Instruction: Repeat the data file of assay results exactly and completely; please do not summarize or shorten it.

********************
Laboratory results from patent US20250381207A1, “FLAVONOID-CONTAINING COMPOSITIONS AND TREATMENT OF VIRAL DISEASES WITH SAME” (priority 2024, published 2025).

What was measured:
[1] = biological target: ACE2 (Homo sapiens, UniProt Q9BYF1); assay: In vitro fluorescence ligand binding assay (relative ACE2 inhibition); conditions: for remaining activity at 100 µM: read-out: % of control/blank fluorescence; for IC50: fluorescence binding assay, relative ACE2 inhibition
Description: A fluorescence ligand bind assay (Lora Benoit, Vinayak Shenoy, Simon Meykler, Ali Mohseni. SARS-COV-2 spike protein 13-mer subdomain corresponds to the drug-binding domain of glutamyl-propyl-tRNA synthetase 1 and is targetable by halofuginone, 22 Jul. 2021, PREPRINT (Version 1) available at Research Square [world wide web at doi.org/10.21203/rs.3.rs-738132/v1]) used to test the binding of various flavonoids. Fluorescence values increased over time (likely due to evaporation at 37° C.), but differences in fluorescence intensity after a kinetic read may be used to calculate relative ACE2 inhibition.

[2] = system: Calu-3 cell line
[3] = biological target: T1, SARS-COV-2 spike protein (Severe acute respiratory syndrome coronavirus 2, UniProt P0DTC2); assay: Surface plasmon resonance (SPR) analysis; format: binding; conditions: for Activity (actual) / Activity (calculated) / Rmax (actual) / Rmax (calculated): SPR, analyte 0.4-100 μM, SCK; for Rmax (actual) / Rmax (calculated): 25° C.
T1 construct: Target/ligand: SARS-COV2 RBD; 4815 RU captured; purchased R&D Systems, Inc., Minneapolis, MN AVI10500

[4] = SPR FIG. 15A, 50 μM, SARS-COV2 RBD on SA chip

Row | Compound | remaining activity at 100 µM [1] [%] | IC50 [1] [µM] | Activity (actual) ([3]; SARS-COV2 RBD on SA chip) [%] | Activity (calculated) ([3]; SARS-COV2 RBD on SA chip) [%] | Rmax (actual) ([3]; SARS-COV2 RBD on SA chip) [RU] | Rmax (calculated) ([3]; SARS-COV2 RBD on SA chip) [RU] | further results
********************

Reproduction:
Laboratory results from patent US20250381207A1, “FLAVONOID-CONTAINING COMPOSITIONS AND TREATMENT OF VIRAL DISEASES WITH SAME” (priority 2024, published 2025).

What was measured:
[1] = biological target: ACE2 (Homo sapiens, UniProt Q9BYF1); assay: In vitro fluorescence ligand binding assay (relative ACE2 inhibition); conditions: for remaining activity at 100 µM: read-out: % of control/blank fluorescence; for IC50: fluorescence binding assay, relative ACE2 inhibition
Description: A fluorescence ligand bind assay (Lora Benoit, Vinayak Shenoy, Simon Meykler, Ali Mohseni. SARS-COV-2 spike protein 13-mer subdomain corresponds to the drug-binding domain of glutamyl-propyl-tRNA synthetase 1 and is targetable by halofuginone, 22 Jul. 2021, PREPRINT (Version 1) available at Research Square [world wide web at doi.org/10.21203/rs.3.rs-738132/v1]) used to test the binding of various flavonoids. Fluorescence values increased over time (likely due to evaporation at 37° C.), but differences in fluorescence intensity after a kinetic read may be used to calculate relative ACE2 inhibition.

[2] = system: Calu-3 cell line
[3] = biological target: T1, SARS-COV-2 spike protein (Severe acute respiratory syndrome coronavirus 2, UniProt P0DTC2); assay: Surface plasmon resonance (SPR) analysis; format: binding; conditions: for Activity (actual) / Activity (calculated) / Rmax (actual) / Rmax (calculated): SPR, analyte 0.4-100 μM, SCK; for Rmax (actual) / Rmax (calculated): 25° C.
T1 construct: Target/ligand: SARS-COV2 RBD; 4815 RU captured; purchased R&D Systems, Inc., Minneapolis, MN AVI10500

[4] = SPR FIG. 15A, 50 μM, SARS-COV2 RBD on SA chip

Row | Compound | remaining activity at 100 µM [1] [%] | IC50 [1] [µM] | Activity (actual) ([3]; SARS-COV2 RBD on SA chip) [%] | Activity (calculated) ([3]; SARS-COV2 RBD on SA chip) [%] | Rmax (actual) ([3]; SARS-COV2 RBD on SA chip) [RU] | Rmax (calculated) ([3]; SARS-COV2 RBD on SA chip) [RU] | further results